Innovative Planning, Level One: Researching and Presenting. The purpose of this project is to learn or review basic research methods and present a well-organized, well-researched speech on any topic.
In mid-April of this year, my husband and I took a trip to Washington, D.C. Aww, aren’t we adorable? We did lots of fun things that week, but I’m not one to let a vacation get in the way of a little education, so we spent a lot of time at museums — specifically the Smithsonian Institution.
The other handsome fellow in this photo, the big grey one in the background, is Henry, the official mascot of the Smithsonian Natural History Museum. Henry is one of an estimated 154 million artifacts, works of art, and specimens in the museum’s collection, according to their website, si.edu.
Of those 154 million items, anyone care to guess what percentage is on display at any given time? 1 percent. 1 percent across 19 museums and galleries.
Where did all these things come from? What’s the point of holding onto them? To answer these questions, we need to go all the way back to the 19th century.
Say hello to James Smithson. His Encyclopaedia Britannica entry calls him “the best chemist and mineralogist in his class” at Oxford. He was marginally well-known during his lifetime, authoring 27 scientific papers; it wasn’t until his death in 1829 that his name spread round the world.
In his will, Smithson left his entire estate to the United States — on the condition that the money be used to found the “Smithsonian Institution, an establishment for the increase and diffusion of knowledge.”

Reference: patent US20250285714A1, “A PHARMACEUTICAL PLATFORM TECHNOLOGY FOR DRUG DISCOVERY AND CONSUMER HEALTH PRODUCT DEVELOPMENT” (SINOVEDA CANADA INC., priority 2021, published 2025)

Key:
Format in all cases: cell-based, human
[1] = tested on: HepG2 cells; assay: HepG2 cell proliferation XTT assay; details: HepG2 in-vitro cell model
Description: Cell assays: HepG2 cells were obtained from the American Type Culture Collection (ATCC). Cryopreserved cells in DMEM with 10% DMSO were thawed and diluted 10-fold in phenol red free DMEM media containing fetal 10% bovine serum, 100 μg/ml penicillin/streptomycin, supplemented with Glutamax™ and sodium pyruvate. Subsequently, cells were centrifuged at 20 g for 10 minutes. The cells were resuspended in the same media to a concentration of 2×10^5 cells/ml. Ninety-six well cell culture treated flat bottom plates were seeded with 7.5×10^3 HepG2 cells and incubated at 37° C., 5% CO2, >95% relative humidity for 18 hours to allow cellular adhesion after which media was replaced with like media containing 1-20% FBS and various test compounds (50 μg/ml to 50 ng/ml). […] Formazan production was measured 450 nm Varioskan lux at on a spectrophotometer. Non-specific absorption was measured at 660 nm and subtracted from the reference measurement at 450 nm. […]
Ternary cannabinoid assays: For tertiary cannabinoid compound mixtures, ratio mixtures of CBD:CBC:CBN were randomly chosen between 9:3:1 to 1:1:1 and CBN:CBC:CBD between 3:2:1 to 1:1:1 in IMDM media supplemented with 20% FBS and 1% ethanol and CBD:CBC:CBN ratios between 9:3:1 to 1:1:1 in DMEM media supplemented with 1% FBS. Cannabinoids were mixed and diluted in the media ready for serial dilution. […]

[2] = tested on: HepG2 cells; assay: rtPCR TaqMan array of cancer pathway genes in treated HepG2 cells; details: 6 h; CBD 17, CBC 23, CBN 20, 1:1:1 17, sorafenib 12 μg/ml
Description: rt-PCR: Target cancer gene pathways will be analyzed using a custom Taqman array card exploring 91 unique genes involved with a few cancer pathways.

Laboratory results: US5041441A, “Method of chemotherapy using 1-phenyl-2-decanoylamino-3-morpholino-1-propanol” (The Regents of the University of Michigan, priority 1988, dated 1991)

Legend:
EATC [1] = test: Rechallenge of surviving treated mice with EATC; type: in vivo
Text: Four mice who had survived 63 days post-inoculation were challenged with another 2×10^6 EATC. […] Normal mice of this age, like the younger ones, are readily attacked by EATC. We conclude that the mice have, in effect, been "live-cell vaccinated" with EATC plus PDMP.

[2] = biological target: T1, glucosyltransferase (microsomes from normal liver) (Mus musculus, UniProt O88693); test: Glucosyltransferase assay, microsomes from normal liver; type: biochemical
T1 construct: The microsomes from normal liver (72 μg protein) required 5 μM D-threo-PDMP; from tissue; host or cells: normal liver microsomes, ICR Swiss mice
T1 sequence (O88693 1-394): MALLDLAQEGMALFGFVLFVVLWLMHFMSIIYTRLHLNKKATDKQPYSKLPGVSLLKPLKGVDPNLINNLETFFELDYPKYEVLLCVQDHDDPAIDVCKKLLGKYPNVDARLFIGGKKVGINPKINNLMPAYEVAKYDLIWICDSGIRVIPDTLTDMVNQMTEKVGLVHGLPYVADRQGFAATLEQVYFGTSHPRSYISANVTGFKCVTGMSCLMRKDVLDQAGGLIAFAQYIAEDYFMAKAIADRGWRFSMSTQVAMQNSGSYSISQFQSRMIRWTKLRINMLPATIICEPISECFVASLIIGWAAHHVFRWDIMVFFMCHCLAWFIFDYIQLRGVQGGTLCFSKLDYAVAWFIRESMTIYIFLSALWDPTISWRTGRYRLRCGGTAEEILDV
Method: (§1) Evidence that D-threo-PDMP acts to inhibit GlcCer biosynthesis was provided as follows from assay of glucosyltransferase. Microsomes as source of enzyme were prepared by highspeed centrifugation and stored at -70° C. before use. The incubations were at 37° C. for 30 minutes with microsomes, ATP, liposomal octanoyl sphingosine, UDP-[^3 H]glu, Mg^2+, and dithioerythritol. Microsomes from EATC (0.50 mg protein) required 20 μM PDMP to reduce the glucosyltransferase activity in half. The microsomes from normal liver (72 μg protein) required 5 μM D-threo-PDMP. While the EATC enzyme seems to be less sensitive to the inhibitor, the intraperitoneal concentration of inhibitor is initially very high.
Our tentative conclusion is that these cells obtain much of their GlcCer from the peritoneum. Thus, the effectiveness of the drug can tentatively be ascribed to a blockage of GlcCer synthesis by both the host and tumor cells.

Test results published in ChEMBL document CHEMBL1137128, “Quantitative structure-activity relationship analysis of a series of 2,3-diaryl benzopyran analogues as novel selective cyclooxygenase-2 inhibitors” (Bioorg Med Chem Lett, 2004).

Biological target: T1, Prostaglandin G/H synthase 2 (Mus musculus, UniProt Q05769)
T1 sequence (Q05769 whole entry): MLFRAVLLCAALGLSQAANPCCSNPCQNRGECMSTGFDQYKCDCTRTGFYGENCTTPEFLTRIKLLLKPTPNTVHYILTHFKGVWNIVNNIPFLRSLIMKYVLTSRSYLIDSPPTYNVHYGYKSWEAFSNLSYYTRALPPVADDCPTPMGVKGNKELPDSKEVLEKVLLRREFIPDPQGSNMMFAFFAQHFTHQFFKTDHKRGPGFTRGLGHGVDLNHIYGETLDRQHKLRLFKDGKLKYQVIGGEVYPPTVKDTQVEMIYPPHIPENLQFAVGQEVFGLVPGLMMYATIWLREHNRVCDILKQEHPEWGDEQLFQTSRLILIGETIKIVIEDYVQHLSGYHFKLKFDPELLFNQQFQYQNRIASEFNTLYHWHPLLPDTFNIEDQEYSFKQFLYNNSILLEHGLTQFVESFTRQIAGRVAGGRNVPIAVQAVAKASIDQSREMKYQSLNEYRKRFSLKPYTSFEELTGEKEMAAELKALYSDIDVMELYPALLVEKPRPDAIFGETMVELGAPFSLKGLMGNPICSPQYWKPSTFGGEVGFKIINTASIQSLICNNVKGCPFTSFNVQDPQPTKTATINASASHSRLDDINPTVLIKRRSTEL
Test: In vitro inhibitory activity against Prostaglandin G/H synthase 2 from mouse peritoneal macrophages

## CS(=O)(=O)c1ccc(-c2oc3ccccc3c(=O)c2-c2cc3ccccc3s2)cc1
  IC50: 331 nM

What reason did Smithson have for giving what in today’s money would be over $13 million to the government of a country he’d never even visited? We don’t really know. According to the Smithsonian’s “Our History” page on si.edu, it might have been because he was inspired by the United States’ experiment with this crazy thing called democracy, or because he just believed that scientific knowledge should be used to improve the world. Smithson never wrote down or told anyone his reasons for his bequest. But I’m certainly grateful for it.
After a couple decades of legal shenanigans, the first Smithsonian Building was completed in 1855. In 1858 it was designated as the National Museum.
In the 165-odd years since its founding, the Smithsonian has been responsible for the collection and preservation of everything from Chef Julia Child’s kitchen, every item arranged exactly as it was when Child donated it, to the Hope Diamond, a 45-carat diamond supposedly cursed to bring ill fortune and death to any who own it.
My husband and I went to just a handful of the museums, and saw a mere blip of the 1 percent of the Smithsonian’s collections on display. There was just so much to see that I literally couldn’t take it all in.
We have learned so much about ourselves and our universe from the items in the Smithsonian’s collection. And incredibly, discoveries are still being made — sometimes by accident. According to a Washington Post article, in 2016 two Smithsonian scientists wandering through the shelves stumbled across a quote “cute” skull that had been gathering dust for 50 years. On further investigation it turned out to be the skull of a hitherto undiscovered 25-million-year-old river dolphin. Imagine what other discoveries are lying in wait, buried in boxes, encased in bubble wrap, ready to share their secrets if only we would come find them.
It may seem easy to dismiss the Smithsonian Institution as a series of dusty museums, full of dead things and large placards with tiny words. But this is a place of learning, of preservation. The sum of human history is held within its museums and archives. Almost everything we have learned about humanity, history, the natural world, technology, science, and art has been catalogued by the thousands of employees who have walked its halls. I believe James Smithson would be proud.